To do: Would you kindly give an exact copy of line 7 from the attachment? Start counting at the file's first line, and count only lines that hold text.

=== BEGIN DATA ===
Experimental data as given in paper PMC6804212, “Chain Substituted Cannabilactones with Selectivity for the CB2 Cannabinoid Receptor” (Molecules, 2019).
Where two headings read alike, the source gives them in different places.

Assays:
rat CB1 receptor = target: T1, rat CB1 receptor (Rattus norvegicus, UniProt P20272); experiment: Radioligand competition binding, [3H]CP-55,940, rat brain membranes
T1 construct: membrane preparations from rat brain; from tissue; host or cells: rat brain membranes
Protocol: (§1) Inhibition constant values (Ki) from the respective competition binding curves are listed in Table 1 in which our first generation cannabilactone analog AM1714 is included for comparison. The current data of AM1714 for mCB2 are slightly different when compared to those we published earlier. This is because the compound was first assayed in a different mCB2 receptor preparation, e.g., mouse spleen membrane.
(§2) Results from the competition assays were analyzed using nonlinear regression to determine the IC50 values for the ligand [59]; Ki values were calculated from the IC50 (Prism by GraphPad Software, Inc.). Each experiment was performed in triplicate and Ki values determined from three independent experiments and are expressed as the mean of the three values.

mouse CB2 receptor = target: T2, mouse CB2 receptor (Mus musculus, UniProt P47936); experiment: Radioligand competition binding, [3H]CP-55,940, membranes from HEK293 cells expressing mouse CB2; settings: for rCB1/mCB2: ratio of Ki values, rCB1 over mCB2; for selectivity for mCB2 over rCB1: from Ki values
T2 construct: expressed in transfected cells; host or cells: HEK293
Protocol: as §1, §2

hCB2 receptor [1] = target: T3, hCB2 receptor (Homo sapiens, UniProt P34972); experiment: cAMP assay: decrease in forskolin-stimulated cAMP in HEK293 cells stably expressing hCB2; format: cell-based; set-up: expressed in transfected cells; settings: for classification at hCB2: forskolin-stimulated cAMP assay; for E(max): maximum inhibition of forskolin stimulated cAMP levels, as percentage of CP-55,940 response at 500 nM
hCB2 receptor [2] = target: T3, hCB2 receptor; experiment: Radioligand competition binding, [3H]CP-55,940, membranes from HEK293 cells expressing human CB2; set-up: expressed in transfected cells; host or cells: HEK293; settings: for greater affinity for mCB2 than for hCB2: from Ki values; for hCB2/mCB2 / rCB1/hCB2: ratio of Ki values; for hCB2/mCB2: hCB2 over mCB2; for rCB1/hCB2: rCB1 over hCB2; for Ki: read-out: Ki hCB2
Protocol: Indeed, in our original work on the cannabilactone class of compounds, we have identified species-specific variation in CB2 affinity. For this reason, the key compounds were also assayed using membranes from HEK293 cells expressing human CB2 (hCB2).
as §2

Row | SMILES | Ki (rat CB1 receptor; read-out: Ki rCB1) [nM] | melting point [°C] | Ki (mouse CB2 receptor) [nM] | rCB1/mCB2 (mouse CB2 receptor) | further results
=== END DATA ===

(§2) Results from the competition assays were analyzed using nonlinear regression to determine the IC50 values for the ligand [59]; Ki values were calculated from the IC50 (Prism by GraphPad Software, Inc.). Each experiment was performed in triplicate and Ki values determined from three independent experiments and are expressed as the mean of the three values.